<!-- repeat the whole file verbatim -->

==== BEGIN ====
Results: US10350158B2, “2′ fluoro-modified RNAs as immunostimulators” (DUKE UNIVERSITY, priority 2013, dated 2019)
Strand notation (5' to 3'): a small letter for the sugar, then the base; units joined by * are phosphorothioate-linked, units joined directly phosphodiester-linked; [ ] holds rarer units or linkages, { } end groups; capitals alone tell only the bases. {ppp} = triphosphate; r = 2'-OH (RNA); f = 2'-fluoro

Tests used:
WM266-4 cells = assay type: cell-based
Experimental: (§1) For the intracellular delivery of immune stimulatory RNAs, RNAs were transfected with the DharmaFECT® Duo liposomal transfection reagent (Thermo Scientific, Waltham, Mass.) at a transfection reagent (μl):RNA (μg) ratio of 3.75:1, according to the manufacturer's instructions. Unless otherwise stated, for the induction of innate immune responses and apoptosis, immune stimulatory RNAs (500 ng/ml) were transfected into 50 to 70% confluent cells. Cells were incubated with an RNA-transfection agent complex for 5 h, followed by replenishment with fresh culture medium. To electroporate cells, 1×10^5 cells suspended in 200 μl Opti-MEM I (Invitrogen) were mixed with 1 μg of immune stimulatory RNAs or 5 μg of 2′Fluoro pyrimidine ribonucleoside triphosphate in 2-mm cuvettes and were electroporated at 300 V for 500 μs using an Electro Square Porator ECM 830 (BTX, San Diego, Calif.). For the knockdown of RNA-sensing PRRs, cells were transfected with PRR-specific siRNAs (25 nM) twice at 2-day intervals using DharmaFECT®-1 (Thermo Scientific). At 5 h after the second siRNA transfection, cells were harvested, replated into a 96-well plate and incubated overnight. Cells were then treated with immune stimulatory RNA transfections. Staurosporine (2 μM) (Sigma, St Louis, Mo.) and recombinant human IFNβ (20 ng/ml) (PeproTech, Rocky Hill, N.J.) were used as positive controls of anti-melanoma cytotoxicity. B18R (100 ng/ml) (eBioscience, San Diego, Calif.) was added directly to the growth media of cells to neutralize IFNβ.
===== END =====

Results: US10350158B2, “2′ fluoro-modified RNAs as immunostimulators” (DUKE UNIVERSITY, priority 2013, dated 2019)
Strand notation (5' to 3'): a small letter for the sugar, then the base; units joined by * are phosphorothioate-linked, units joined directly phosphodiester-linked; [ ] holds rarer units or linkages, { } end groups; capitals alone tell only the bases. {ppp} = triphosphate; r = 2'-OH (RNA); f = 2'-fluoro

Tests used:
WM266-4 cells = assay type: cell-based
Experimental: (§1) For the intracellular delivery of immune stimulatory RNAs, RNAs were transfected with the DharmaFECT® Duo liposomal transfection reagent (Thermo Scientific, Waltham, Mass.) at a transfection reagent (μl):RNA (μg) ratio of 3.75:1, according to the manufacturer's instructions. Unless otherwise stated, for the induction of innate immune responses and apoptosis, immune stimulatory RNAs (500 ng/ml) were transfected into 50 to 70% confluent cells. Cells were incubated with an RNA-transfection agent complex for 5 h, followed by replenishment with fresh culture medium. To electroporate cells, 1×10^5 cells suspended in 200 μl Opti-MEM I (Invitrogen) were mixed with 1 μg of immune stimulatory RNAs or 5 μg of 2′Fluoro pyrimidine ribonucleoside triphosphate in 2-mm cuvettes and were electroporated at 300 V for 500 μs using an Electro Square Porator ECM 830 (BTX, San Diego, Calif.). For the knockdown of RNA-sensing PRRs, cells were transfected with PRR-specific siRNAs (25 nM) twice at 2-day intervals using DharmaFECT®-1 (Thermo Scientific). At 5 h after the second siRNA transfection, cells were harvested, replated into a 96-well plate and incubated overnight. Cells were then treated with immune stimulatory RNA transfections. Staurosporine (2 μM) (Sigma, St Louis, Mo.) and recombinant human IFNβ (20 ng/ml) (PeproTech, Rocky Hill, N.J.) were used as positive controls of anti-melanoma cytotoxicity. B18R (100 ng/ml) (eBioscience, San Diego, Calif.) was added directly to the growth media of cells to neutralize IFNβ.